Joel D. Joseph, chairman of the Los Angeles-based Made in USA Foundation, announced Tuesday that he wants a preliminary injunction in a lawsuit he filed in April against Trader Joe’s over country-of-origin labeling (COOL). Joseph claims Trader Joe’s labeling of fresh meat and produce is misleading and confusing, and he’s filed the lawsuit on behalf of members of the general public who have purchased the products over the past three years.
Filed in California’s Superior Court in Los Angeles County, Joseph’s complaint is based on lettuce, spinach and meat purchases he made at Trader Joe’s stores in Los Angeles and Santa Monica, CA.
“Many of these products were labeled ‘Product of USA and Mexico,’ some meat products are labeled ‘Product of Australia, USA, Nicaragua and New Zealand,’ and similar labels that are inaccurate, misleading and not in compliance with California and Federal law,” the complaint states.
Regulatory challenges in Washington, D.C., and World Trade Organization (WTO) disputes have been brought over COOL, but Joseph’s consumer lawsuit brings a new aspect to the ongoing controversy. His Made in USA Foundation has promoted “Made in USA” products since 1989.
“I helped draft, lobby and achieve the passage of the federal Country of Origin Labeling Act,” Joseph says. “The entire purpose of [the] Country of Origin Labeling Act is that no commingling would be allowed so that consumers could choose American food over foreign if they so desired.”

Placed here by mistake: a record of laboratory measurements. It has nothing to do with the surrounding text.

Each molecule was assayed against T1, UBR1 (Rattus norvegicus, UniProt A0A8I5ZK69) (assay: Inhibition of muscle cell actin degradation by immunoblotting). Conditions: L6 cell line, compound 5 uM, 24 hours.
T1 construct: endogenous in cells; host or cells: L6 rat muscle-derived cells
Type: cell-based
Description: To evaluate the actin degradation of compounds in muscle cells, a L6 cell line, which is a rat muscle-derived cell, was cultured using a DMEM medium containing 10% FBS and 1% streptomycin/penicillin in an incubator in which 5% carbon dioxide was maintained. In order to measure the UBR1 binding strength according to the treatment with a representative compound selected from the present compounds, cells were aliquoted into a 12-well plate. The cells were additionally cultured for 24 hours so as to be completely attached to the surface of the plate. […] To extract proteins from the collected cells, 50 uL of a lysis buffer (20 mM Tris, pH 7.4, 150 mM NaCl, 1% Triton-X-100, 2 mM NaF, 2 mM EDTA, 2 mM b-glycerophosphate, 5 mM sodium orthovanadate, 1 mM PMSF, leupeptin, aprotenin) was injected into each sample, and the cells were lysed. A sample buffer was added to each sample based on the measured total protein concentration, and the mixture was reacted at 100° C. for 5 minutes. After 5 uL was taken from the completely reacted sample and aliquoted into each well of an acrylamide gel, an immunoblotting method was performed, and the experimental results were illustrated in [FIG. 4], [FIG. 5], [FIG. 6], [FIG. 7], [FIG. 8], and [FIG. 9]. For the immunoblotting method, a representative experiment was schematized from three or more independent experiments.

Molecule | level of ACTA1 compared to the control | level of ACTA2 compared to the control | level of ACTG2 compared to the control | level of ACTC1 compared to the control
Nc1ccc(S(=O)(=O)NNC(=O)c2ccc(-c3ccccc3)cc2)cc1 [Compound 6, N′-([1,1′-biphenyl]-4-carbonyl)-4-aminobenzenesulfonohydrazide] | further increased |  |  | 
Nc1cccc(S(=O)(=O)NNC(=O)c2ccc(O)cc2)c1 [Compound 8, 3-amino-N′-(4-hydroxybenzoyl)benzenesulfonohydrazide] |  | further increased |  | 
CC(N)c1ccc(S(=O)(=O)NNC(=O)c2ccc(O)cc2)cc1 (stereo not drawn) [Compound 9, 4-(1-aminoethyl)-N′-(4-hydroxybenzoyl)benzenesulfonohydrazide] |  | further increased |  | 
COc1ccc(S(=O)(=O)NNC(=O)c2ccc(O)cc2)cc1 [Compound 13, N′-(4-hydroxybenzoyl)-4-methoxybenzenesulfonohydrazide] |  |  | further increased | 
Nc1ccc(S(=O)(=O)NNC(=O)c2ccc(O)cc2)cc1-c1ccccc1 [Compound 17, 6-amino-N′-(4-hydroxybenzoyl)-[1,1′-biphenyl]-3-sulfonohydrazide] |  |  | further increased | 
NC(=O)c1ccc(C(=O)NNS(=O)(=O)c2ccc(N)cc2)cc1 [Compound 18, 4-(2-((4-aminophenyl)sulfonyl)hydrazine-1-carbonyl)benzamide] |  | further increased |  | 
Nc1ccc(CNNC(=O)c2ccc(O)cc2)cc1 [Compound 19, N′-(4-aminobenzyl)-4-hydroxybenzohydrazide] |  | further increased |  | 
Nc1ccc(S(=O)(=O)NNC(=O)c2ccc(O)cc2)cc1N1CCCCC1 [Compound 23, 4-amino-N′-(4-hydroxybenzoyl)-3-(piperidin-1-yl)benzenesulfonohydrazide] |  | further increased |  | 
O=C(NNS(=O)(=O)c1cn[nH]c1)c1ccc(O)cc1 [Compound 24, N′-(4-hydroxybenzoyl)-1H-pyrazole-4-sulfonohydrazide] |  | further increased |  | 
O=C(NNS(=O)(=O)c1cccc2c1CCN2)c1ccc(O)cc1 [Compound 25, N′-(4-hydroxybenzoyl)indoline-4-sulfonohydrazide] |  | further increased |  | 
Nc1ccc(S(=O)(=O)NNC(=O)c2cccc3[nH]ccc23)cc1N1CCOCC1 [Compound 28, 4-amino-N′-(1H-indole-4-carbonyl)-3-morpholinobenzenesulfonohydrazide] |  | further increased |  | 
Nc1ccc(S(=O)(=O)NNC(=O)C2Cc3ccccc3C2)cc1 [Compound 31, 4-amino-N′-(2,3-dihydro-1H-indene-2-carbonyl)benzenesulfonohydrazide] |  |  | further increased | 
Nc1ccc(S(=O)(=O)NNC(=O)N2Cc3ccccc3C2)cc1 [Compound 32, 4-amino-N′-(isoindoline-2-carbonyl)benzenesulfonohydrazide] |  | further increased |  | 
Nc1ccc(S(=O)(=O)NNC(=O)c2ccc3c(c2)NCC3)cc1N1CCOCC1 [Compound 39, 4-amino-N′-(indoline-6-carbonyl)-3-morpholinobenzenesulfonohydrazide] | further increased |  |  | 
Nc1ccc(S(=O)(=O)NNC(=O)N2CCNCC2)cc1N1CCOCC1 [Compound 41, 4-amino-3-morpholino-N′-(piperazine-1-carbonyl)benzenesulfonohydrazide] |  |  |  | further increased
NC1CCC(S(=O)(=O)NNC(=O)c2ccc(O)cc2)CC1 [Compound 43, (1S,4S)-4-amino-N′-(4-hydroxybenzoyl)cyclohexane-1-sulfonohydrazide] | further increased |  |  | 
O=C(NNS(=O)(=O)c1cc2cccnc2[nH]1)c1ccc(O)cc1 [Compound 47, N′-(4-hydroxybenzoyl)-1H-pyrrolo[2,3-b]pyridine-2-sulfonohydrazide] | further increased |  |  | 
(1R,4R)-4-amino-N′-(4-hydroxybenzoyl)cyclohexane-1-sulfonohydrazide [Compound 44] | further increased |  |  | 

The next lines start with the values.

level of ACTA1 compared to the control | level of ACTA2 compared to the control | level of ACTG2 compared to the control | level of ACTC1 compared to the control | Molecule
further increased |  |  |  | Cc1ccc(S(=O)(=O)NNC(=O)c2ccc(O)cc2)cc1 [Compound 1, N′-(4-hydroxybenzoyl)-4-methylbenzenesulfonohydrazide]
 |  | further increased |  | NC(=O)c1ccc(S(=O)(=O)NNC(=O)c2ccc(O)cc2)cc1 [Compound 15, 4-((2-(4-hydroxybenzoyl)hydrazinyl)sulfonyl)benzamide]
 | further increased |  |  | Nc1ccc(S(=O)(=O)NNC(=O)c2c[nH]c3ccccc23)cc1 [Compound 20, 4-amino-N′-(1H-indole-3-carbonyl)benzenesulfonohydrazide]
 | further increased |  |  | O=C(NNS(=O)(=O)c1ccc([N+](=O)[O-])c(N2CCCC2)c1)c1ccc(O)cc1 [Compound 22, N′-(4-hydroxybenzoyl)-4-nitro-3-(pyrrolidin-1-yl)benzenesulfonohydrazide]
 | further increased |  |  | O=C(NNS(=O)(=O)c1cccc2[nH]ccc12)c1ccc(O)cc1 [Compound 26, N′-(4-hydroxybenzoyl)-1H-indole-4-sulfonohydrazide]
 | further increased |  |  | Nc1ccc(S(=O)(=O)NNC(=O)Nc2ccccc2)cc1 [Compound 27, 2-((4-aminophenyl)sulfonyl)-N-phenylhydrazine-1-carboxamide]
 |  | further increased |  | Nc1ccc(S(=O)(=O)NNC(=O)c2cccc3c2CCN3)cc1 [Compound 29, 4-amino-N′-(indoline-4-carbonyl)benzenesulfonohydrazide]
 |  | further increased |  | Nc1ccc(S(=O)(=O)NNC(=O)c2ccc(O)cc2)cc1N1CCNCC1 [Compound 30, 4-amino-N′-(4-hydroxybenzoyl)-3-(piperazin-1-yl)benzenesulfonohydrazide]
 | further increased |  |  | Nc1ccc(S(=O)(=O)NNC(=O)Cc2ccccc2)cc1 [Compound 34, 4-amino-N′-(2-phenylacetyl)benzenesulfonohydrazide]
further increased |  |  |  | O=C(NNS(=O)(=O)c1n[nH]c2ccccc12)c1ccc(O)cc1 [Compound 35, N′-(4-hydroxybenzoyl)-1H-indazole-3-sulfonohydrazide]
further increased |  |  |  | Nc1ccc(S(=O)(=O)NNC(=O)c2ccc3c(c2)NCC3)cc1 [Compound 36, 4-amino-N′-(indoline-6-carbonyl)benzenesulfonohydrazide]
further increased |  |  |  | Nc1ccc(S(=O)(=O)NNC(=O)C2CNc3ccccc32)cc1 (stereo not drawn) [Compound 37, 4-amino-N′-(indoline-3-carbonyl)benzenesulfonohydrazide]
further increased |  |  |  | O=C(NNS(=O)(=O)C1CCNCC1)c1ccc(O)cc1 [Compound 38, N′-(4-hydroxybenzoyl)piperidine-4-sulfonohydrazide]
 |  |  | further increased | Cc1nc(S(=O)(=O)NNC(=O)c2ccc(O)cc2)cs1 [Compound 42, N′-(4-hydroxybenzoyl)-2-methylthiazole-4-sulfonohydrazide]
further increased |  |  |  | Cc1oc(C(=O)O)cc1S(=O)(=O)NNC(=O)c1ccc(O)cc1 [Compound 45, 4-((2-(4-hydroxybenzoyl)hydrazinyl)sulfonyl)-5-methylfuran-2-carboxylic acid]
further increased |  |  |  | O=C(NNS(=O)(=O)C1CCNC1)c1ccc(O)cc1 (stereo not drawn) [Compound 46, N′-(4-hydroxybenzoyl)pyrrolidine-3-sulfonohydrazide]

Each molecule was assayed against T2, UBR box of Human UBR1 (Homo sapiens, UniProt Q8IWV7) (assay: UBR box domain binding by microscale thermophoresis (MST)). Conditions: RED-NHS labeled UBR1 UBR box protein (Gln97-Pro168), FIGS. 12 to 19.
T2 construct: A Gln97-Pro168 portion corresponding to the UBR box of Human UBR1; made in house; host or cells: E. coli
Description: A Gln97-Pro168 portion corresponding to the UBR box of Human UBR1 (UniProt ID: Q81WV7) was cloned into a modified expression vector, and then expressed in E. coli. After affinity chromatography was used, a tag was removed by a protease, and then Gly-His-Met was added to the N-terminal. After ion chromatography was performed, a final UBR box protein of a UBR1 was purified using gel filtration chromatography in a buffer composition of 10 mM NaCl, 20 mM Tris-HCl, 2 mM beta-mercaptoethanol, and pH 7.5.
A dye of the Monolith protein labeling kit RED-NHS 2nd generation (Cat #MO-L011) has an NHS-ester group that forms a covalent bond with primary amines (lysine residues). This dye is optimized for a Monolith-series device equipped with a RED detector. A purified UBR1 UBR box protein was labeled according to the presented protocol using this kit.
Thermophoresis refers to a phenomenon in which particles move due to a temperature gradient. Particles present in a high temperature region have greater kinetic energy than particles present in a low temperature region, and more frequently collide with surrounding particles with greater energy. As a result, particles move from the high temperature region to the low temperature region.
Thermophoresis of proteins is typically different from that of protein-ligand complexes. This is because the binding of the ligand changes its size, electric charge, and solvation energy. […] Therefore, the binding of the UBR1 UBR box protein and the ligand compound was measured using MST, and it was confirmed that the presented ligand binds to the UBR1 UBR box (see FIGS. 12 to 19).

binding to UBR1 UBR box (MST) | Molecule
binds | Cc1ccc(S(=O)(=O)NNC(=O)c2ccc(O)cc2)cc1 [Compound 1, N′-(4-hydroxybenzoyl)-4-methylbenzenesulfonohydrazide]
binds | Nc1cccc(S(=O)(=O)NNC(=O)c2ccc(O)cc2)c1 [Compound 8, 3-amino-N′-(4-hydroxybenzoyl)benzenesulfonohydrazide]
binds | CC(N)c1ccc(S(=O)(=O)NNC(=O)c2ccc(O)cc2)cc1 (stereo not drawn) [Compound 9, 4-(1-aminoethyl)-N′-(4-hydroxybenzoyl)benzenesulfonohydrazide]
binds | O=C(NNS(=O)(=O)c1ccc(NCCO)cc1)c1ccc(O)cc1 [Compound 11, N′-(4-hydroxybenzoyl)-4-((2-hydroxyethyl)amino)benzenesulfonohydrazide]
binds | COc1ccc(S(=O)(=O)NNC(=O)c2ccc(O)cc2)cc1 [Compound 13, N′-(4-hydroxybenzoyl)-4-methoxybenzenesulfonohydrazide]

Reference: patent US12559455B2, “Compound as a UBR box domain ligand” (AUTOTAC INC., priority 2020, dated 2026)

He says that under both COOL and the California Supreme Court’s “Kwikset” decision, consumers in the Golden State have a right to know where the food products they buying are grown or raised.
COOL first emerged as part of the Farm Bill in 2002 and has been around ever since under various regulatory schemes. The issue has brought the U.S. ongoing challenges before the WTO from Canada and Mexico for unfair trade practices.
According to the Joseph lawsuit, “Covered commodities include muscle cuts of beef (including veal), lamb, chicken, goat, and pork; ground beef, ground lamb, ground chicken, ground goat, and ground pork; wild and farm-raised fish and shellfish; perishable agricultural commodities; macadamia nuts; pecans; ginseng; and peanuts.”
The complaint alleges that Trader Joe’s labeling amounts to unlawful business acts and practices and commission of untrue and misleading advertising.
“Plaintiff and 80 percent of the general public, desires to purchase American-made groceries,” Joseph writes in the complaint. “When plaintiff purchased his groceries at Trader Joe’s, there was no way that he knew the country of origin of the meat and produce.”
In addition to asking for damages at a hearing now scheduled for Aug. 22, Joseph will ask the state court for injunctive relief in the form of an order to Trader Joe’s to immediately correct its labeling practices.
“Plaintiff moves for a preliminary injunction to require defendant Trader Joe’s Company to label its fresh produce and meat and chicken products in compliance with the U.S. Country of Origin Labeling Act and the regulations of the U.S. Department of Agriculture implementing this law,” Joseph’s motion states.
He provided the court with four exhibits to illustrate Trader Joe’s current labeling practices.
Monrovia, CA-based Trader Joe’s is a privately held retail grocery chain of 418 stores in 38 states with more than 10,000 employees.© Food Safety News